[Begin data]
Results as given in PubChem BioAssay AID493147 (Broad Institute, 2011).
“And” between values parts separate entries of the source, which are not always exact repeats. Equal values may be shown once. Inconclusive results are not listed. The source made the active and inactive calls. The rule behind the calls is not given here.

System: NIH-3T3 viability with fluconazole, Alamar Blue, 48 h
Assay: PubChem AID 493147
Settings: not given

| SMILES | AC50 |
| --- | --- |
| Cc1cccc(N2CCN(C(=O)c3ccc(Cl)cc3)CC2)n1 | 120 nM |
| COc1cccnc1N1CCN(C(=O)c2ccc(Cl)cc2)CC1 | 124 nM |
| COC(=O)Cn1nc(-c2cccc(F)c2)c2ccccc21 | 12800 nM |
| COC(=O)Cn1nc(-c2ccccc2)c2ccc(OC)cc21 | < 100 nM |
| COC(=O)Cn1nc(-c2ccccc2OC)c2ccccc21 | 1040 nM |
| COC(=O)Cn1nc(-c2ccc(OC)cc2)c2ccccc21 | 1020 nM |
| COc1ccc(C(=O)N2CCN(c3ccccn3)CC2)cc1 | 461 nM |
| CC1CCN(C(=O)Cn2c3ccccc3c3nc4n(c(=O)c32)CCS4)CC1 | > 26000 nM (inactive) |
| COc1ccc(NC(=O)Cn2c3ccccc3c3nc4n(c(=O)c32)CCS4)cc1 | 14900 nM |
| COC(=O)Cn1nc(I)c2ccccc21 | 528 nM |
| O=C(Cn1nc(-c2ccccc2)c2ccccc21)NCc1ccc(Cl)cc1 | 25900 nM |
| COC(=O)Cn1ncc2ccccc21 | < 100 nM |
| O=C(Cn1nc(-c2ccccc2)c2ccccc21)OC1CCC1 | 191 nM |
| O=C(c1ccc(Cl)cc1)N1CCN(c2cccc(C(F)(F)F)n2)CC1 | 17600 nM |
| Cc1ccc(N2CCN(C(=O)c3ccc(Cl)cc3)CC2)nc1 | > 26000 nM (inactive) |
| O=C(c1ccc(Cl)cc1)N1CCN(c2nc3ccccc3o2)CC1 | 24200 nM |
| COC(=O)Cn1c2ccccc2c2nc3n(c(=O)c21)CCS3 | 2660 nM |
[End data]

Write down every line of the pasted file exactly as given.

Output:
Results as given in PubChem BioAssay AID493147 (Broad Institute, 2011).
“And” between values parts separate entries of the source, which are not always exact repeats. Equal values may be shown once. Inconclusive results are not listed. The source made the active and inactive calls. The rule behind the calls is not given here.

System: NIH-3T3 viability with fluconazole, Alamar Blue, 48 h
Assay: PubChem AID 493147
Settings: not given

| SMILES | AC50 |
| --- | --- |
| Cc1cccc(N2CCN(C(=O)c3ccc(Cl)cc3)CC2)n1 | 120 nM |
| COc1cccnc1N1CCN(C(=O)c2ccc(Cl)cc2)CC1 | 124 nM |
| COC(=O)Cn1nc(-c2cccc(F)c2)c2ccccc21 | 12800 nM |
| COC(=O)Cn1nc(-c2ccccc2)c2ccc(OC)cc21 | < 100 nM |
| COC(=O)Cn1nc(-c2ccccc2OC)c2ccccc21 | 1040 nM |
| COC(=O)Cn1nc(-c2ccc(OC)cc2)c2ccccc21 | 1020 nM |
| COc1ccc(C(=O)N2CCN(c3ccccn3)CC2)cc1 | 461 nM |
| CC1CCN(C(=O)Cn2c3ccccc3c3nc4n(c(=O)c32)CCS4)CC1 | > 26000 nM (inactive) |
| COc1ccc(NC(=O)Cn2c3ccccc3c3nc4n(c(=O)c32)CCS4)cc1 | 14900 nM |
| COC(=O)Cn1nc(I)c2ccccc21 | 528 nM |
| O=C(Cn1nc(-c2ccccc2)c2ccccc21)NCc1ccc(Cl)cc1 | 25900 nM |
| COC(=O)Cn1ncc2ccccc21 | < 100 nM |
| O=C(Cn1nc(-c2ccccc2)c2ccccc21)OC1CCC1 | 191 nM |
| O=C(c1ccc(Cl)cc1)N1CCN(c2cccc(C(F)(F)F)n2)CC1 | 17600 nM |
| Cc1ccc(N2CCN(C(=O)c3ccc(Cl)cc3)CC2)nc1 | > 26000 nM (inactive) |
| O=C(c1ccc(Cl)cc1)N1CCN(c2nc3ccccc3o2)CC1 | 24200 nM |
| COC(=O)Cn1c2ccccc2c2nc3n(c(=O)c21)CCS3 | 2660 nM |